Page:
Literary devices in "The Second Coming" include the following:
antithesis: Antithesis is when two contrasting ideas or images are put together. A central motif of this poem is that the second coming Yeats envisions contrasts sharply with the second coming promised in the Bible. This is not Jesus the savior returning to earth to establish the kingdom of God. It is the exact opposite, a second coming of a primal evil loosed upon the world. Imagining the pitiless beast coming to Bethlehem to be born is also antithetical to the idea of that location as the birthplace of Jesus, who is understood as the prince of mercy and peace.
aphorism: An aphorism is a short, pithy statement of universal truth. When Yeats writes
The best lack all conviction, while the worst
Are full of passionate intensity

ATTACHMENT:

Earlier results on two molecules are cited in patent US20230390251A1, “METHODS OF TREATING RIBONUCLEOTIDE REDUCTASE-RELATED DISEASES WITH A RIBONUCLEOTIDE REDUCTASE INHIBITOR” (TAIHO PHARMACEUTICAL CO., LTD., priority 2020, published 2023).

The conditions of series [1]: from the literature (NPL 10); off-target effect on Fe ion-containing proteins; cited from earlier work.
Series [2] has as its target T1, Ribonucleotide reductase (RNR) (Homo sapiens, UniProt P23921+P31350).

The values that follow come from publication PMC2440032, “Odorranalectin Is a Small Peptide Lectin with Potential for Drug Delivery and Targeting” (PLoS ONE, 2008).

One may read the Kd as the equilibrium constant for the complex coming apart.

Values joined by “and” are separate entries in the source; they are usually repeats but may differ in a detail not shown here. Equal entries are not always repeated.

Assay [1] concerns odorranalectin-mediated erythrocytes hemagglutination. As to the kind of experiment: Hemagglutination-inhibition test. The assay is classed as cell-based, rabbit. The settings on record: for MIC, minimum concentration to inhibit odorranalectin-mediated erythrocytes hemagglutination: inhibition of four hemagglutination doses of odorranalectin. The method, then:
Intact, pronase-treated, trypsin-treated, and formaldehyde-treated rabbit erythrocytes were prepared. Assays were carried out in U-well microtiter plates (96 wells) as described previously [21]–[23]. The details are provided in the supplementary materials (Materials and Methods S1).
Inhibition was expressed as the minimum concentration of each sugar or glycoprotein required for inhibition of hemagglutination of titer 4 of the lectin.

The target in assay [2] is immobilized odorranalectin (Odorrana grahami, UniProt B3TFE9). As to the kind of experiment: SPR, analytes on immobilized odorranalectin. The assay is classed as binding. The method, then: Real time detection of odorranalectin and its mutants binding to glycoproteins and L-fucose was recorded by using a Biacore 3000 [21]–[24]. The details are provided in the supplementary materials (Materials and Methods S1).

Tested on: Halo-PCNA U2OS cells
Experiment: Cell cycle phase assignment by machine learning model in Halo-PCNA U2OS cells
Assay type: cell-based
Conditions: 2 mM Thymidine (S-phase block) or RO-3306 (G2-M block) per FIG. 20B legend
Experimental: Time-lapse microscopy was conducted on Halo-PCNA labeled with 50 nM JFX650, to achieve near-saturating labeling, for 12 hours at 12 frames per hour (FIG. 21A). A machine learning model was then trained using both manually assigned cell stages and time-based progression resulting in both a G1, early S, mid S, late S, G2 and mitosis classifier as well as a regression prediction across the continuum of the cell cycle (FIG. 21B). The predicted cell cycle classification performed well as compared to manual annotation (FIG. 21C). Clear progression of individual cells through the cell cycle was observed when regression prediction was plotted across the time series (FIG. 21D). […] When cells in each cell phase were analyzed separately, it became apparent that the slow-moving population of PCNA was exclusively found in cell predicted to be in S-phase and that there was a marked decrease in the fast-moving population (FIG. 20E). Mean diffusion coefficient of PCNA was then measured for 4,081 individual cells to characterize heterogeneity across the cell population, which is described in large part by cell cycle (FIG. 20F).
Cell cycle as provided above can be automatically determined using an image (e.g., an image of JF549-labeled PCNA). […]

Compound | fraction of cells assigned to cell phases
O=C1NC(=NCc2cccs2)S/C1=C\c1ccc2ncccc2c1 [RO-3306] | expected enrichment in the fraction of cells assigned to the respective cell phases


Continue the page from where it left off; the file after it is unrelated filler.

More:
he is communicating a central truth about his time.
Yeats leans heavily into imagery in this poem, as most poets do. Images are words that convey what we can experience with the five senses: sight, sound, taste, smell, and touch. Yeats uses the image of a gyre turning round and round in the first stanza. He focuses on visual imagery in the second stanza, as he paints a picture of a beast with the body of a lion and the head of a man moving slowly towards Bethlehem.
repetition: While the poem doesn't use a conventional rhyme scheme, Yeats builds a sense of rhythm, especially in the beginning of the poem, by repeating words such as "turning," "surely," and "Second Coming."
simile: Simile is a comparison using like or as. Yeats writes that the beast has "a gaze blank and pitiless as the sun," which conveys the sense of a blinding, relentless stare.
understatement: When Yeats writes "mere anarchy" is loosed, the word "mere" devalues something important. Loosing anarchy on the world is not inconsequential, so the statement functions as a form of irony by saying the opposite of what is meant. Yeats wants to jolt us into the understanding that this anarchy is important and is not something to shrug off.